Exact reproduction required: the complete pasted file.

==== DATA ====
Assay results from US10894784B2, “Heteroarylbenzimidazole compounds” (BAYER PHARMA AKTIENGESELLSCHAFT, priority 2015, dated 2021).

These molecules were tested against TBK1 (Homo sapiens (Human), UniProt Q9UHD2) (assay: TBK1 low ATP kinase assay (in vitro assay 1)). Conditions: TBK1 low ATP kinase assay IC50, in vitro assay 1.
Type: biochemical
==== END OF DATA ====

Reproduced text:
Assay results from US10894784B2, “Heteroarylbenzimidazole compounds” (BAYER PHARMA AKTIENGESELLSCHAFT, priority 2015, dated 2021).

These molecules were tested against TBK1 (Homo sapiens (Human), UniProt Q9UHD2) (assay: TBK1 low ATP kinase assay (in vitro assay 1)). Conditions: TBK1 low ATP kinase assay IC50, in vitro assay 1.
Type: biochemical